Sophia LeRose's career-high 14 saves leads Duke women's lacrosse past Louisville in top-15 matchup

Junior Sophia LeRose recorded a career-high 14 saves, 13 of which came in the second half, against Louisville.
Junior Sophia LeRose recorded a career-high 14 saves, 13 of which came in the second half, against Louisville.

Coming off three straight ranked losses, Duke came into this top-15 matchup knowing a win would prove it can play with the big dogs of this year’s incredibly strong ACC lineup.

And the Blue Devils did just that.

No. 8 Duke took down No. 15 Louisville 12-10 Thursday in Louisville, Ky. Junior goalkeeper Sophia LeRose anchored Duke with a career-high 14 saves, 13 of which came in an intense second half.

“We’ll take any gritty, hard-fought ACC win on the road,” head coach Kerstin Kimel said. “Our team was a little slow out of the gate, particularly on the defensive side of the ball today.”

Duke's Abby Landry scored the final goal of the game with 8:15 left, but that wasn’t remotely close to the end of the action. 

A pinnacle moment that was a complete culmination of the game as a whole came with five minutes remaining, when Louisville’s Izzy Holmes had a free position shot from the eight-meter arc. LeRose saved it and stepped out of the circle to clear it, but she faltered for the briefest of seconds, and the Cardinals' Nicole Perroni took advantage. Perroni went for the shot, and LeRose leapt into the circle where she stumbled into Blue Devil senior Catriona Barry, who blocked Perroni’s shot with her body. 

Barry received a yellow card for her actions, but LeRose sealed the Blue Devils' victory with yet another save on Perroni’s free position shot.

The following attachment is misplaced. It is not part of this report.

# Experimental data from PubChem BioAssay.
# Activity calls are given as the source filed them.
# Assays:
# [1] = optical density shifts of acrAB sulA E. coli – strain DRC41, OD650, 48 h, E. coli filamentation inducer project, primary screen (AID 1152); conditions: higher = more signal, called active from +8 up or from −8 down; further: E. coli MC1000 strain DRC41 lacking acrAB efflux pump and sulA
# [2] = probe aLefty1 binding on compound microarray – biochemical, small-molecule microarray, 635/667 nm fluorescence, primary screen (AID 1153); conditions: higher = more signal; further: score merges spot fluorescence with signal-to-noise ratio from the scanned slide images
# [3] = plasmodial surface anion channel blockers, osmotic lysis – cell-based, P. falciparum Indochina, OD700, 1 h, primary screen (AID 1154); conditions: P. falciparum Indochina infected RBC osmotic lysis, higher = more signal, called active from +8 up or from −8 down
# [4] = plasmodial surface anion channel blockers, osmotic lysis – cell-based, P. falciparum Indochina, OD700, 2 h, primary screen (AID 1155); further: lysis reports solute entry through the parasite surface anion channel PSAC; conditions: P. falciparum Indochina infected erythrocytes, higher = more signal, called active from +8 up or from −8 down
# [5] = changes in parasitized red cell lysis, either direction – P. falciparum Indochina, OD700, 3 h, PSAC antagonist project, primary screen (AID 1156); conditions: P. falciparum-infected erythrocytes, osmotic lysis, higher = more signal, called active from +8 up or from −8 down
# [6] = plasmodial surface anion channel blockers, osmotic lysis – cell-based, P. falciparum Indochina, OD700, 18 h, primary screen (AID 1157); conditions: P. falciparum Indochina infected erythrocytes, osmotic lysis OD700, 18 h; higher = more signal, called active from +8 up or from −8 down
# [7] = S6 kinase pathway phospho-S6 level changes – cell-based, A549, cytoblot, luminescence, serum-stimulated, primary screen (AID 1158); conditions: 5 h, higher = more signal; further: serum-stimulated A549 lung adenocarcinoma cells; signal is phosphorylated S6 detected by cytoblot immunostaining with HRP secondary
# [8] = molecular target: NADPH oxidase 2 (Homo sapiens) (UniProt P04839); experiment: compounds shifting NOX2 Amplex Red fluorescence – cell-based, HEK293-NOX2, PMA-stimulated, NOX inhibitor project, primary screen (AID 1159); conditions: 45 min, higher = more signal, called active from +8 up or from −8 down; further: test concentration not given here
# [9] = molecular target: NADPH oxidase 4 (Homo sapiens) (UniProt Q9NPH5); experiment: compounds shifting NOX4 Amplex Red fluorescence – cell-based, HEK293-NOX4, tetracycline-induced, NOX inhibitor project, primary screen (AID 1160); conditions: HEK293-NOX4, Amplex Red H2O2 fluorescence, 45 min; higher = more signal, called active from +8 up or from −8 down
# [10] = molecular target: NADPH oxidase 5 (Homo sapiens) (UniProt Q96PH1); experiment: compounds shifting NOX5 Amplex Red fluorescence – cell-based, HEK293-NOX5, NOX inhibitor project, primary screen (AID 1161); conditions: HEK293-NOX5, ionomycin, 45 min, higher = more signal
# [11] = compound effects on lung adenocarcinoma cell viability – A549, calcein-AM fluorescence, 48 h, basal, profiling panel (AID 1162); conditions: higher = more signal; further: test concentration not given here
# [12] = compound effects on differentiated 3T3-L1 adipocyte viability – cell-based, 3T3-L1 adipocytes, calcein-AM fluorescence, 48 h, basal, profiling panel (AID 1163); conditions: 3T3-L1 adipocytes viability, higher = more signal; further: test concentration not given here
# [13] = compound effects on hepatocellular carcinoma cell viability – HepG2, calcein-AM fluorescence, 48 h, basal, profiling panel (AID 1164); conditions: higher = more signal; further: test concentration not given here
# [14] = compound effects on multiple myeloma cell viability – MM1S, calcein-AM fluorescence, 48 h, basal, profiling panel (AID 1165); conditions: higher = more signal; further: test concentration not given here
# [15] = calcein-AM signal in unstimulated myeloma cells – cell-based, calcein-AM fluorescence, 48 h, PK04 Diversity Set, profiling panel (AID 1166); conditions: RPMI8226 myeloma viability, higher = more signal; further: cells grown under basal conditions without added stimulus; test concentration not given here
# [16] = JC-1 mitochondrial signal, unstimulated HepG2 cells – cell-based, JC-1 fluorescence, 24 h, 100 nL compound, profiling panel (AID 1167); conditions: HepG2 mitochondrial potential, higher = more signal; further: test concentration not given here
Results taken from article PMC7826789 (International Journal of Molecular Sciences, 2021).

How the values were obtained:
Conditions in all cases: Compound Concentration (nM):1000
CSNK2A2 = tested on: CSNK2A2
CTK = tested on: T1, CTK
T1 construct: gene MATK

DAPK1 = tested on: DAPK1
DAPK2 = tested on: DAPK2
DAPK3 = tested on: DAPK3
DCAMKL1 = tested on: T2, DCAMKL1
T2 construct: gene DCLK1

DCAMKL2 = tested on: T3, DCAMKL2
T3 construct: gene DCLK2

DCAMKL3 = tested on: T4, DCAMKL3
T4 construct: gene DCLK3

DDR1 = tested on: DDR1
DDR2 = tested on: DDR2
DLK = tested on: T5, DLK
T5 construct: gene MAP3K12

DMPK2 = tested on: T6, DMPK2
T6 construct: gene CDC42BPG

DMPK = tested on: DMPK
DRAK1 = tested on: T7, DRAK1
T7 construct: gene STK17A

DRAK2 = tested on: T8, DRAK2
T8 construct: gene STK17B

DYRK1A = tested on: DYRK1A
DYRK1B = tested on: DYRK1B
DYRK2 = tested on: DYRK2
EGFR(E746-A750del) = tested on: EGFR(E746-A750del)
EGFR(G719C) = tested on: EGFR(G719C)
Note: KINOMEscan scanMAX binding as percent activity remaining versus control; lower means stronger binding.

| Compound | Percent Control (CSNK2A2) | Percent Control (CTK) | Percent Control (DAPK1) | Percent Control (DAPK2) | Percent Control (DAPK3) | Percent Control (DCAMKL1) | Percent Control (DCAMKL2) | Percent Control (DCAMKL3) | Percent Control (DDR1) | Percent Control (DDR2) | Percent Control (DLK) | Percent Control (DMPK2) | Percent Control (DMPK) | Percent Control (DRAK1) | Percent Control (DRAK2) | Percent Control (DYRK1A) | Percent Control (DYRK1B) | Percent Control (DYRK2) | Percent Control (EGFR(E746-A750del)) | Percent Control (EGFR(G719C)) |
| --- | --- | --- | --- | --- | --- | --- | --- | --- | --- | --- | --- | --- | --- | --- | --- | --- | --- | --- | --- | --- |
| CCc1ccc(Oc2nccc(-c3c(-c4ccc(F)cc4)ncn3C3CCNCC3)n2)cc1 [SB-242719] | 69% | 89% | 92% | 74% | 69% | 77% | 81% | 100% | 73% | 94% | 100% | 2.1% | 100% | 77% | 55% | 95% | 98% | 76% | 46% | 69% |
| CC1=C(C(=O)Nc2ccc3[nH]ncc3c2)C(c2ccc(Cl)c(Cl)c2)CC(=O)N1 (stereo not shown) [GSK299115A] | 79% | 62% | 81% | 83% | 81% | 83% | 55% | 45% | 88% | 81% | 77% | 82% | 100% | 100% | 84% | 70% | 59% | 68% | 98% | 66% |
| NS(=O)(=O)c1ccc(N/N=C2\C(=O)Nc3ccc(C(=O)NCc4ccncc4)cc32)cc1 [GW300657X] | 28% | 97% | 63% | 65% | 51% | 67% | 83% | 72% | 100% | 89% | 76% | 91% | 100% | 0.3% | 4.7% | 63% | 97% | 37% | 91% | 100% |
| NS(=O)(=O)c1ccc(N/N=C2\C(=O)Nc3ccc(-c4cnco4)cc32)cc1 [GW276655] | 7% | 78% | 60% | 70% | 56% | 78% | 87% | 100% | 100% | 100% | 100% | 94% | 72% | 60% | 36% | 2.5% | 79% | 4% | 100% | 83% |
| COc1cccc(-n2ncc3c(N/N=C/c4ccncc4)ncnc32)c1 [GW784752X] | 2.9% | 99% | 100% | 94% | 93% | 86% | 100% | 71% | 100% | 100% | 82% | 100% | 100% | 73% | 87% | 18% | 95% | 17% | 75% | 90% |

“Sophia gave [the team] hope…. We’re really proud of her and how tough-minded she played tonight and how she really helped us win this game tonight,” Kimel said. 

The Blue Devils (7-5, 3-5 in the ACC) jumped out to a 2-1 lead in the first four minutes, using goals from Barry and junior Maddie Jenner to come out of the gates strong. But Louisville (5-7, 1-6) refused to go down easily, forcing the Blue Devils into a scoring drought for the majority of the first half. The Cardinals scored five unanswered goals, and used their unstoppable energy to cause 11 Duke turnovers in the opening 30 minutes.

Frankly, Duke seemed to be working a bit too fast in the first half. After Louisville’s third goal, the Blue Devils went into overdrive but could not catch a break between sloppy turnovers and fouls on the defensive end, giving the Cardinals free position shots that LeRose wasn’t able to stop as the home team shot out to a 5-2 advantage. 

“Slow” is rarely a word associated with this year’s team. During the scoring drought, Duke’s Cubby Biscardi sprinted the ball essentially the length of the field in what felt like the blink of an eye, but characteristically of the Blue Devils’ first half, she turned the ball over before she could settle it. 

However, Kimel called a timeout with a little more than 20 minutes left in the period. And from then on, the game began to fall into place for Duke, with the Blue Devils jumping back ahead 7-6 heading into halftime. 

“Louisville is a really good team. I thought we defended them exceptionally well after we let them go on a run,” Kimel said. “We got behind but from the timeout we called on, I thought we did a great job and [LeRose] in the goal was particularly good for us.”

Despite only leading by one at the start of the second half, the Blue Devils had clearly decided they were done dropping the ball. Jenner and company continued to dominate on the draw circle and overall, the team played a much calmer offense than it did in the first half. 

On the other end of the field, LeRose became an iron wall that the Cardinals simply could not get past. Louisville was relentless in the second half with 17 shots on goal, but LeRose saved all but four of them.

“[LeRose] performed the best 30 minutes of her career,” Kimel said.

Up next, Duke takes on Liberty Tuesday before two tough ACC games to end the regular season against Virginia Tech and No. 1 North Carolina, respectively.


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